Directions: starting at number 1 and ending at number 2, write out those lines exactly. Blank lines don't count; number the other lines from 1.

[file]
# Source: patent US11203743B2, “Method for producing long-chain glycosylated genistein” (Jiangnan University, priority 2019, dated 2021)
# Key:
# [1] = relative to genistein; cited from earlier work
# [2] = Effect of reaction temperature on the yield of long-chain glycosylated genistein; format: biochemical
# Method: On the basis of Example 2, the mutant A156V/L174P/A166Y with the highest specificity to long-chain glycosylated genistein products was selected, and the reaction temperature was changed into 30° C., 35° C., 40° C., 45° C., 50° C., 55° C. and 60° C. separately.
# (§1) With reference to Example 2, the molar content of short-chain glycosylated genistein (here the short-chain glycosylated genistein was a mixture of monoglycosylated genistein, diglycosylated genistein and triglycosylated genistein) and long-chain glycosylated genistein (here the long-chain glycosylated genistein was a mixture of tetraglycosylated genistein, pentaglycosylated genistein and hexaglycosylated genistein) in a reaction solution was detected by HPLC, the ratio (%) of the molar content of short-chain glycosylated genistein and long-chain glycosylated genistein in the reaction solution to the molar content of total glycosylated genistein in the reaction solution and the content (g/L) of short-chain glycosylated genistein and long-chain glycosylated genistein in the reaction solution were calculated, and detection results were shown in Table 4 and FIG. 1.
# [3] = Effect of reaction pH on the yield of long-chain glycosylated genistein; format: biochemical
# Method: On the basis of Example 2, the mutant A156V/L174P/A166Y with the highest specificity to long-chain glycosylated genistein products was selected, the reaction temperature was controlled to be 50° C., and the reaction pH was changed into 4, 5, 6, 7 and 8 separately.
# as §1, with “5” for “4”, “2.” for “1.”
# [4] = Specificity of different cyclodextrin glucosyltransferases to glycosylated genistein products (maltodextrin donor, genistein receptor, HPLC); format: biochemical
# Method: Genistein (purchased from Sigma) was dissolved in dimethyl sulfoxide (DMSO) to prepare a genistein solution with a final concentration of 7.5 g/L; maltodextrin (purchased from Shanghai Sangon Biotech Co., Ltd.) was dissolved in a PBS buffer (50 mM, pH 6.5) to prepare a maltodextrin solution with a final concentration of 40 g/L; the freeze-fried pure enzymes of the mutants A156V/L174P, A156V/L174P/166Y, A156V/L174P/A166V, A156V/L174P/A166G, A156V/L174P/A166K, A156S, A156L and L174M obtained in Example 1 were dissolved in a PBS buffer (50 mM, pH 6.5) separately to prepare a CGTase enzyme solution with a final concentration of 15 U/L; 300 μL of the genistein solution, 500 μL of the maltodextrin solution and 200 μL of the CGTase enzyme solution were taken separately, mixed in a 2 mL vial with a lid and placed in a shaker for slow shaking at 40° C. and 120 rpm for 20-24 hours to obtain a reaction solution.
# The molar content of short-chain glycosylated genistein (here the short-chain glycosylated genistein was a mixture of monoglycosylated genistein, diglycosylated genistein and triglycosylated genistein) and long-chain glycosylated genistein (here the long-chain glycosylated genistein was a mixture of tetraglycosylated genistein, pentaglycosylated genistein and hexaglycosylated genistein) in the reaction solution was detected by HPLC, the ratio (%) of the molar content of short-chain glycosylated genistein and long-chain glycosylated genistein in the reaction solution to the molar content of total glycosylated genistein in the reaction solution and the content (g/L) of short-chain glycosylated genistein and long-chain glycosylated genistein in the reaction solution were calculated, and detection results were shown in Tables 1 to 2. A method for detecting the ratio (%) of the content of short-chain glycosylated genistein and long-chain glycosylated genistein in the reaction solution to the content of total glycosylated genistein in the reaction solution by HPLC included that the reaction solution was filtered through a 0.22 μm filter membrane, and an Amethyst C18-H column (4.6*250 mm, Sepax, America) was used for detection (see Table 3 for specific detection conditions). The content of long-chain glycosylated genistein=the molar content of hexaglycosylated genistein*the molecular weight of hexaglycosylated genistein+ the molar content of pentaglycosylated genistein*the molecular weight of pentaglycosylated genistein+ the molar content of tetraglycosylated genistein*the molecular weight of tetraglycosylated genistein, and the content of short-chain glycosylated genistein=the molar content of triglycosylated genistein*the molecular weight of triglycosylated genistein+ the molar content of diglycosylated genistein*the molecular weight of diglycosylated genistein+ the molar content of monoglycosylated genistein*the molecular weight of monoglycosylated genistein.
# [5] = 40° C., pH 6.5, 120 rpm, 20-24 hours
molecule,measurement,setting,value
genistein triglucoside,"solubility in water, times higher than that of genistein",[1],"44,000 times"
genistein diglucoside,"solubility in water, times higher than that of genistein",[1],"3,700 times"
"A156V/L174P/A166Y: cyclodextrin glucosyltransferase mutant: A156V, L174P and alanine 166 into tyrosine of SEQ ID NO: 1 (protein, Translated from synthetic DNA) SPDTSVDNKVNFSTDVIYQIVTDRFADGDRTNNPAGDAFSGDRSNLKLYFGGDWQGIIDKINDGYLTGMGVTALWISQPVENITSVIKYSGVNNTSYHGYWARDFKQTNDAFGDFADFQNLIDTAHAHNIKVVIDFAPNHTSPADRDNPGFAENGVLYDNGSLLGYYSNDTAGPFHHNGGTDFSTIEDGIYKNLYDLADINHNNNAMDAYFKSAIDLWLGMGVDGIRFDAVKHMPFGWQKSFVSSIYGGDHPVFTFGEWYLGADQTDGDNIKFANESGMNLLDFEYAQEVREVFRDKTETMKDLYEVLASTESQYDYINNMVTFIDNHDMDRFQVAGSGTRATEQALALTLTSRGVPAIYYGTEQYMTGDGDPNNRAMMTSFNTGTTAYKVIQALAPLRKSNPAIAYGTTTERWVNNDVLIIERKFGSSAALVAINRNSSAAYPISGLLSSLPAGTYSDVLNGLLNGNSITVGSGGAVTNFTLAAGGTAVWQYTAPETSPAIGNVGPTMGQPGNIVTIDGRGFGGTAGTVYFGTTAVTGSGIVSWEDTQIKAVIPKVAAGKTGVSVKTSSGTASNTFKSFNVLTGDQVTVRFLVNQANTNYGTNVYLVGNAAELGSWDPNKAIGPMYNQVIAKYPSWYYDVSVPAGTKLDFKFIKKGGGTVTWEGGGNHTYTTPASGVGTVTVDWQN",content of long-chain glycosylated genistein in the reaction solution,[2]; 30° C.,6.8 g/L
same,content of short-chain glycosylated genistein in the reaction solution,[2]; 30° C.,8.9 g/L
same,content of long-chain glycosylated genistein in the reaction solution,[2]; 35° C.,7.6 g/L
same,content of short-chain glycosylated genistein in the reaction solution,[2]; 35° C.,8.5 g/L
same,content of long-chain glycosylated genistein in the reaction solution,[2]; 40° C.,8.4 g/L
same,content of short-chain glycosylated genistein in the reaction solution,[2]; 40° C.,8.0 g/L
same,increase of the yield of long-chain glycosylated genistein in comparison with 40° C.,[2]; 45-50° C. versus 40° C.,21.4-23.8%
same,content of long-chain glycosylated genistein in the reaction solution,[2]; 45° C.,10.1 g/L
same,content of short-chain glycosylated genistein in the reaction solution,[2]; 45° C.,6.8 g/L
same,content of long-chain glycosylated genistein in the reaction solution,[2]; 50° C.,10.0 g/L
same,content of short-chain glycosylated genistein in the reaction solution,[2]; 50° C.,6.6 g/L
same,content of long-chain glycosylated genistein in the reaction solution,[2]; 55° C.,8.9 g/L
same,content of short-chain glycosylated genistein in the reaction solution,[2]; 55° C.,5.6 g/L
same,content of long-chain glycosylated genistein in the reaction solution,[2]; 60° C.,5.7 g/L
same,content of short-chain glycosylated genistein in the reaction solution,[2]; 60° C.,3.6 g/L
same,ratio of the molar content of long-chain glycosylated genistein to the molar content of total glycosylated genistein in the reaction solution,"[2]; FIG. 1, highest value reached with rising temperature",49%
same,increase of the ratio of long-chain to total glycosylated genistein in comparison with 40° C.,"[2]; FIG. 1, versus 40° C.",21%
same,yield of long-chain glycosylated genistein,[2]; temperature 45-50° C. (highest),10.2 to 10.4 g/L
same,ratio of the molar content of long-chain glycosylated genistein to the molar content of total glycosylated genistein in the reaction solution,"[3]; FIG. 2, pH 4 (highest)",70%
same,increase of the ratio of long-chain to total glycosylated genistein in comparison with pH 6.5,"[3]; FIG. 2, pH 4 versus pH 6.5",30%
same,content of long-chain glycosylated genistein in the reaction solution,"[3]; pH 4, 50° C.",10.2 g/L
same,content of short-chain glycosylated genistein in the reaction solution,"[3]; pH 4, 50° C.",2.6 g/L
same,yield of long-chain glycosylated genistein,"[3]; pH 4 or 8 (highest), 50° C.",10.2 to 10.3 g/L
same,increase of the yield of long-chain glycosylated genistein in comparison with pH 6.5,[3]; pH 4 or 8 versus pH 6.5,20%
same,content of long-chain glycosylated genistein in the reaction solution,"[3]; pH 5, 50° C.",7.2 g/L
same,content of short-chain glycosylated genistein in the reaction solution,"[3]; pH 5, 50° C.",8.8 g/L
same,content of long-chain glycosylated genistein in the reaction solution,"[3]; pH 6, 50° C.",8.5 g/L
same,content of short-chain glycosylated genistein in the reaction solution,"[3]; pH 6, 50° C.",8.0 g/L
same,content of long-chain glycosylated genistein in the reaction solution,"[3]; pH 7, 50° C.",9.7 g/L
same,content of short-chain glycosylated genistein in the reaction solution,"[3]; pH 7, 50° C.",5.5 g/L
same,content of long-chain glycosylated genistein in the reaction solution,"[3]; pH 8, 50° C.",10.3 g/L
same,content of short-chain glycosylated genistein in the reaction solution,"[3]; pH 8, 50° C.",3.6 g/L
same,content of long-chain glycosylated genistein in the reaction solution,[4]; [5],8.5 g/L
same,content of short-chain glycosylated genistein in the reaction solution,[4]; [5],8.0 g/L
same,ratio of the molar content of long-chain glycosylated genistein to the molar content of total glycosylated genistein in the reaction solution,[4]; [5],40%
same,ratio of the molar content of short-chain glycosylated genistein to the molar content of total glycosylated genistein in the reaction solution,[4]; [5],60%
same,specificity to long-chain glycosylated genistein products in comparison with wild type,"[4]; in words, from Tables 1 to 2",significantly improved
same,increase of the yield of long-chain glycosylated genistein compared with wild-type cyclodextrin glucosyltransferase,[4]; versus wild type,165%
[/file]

# Source: patent US11203743B2, “Method for producing long-chain glycosylated genistein” (Jiangnan University, priority 2019, dated 2021)
# Key: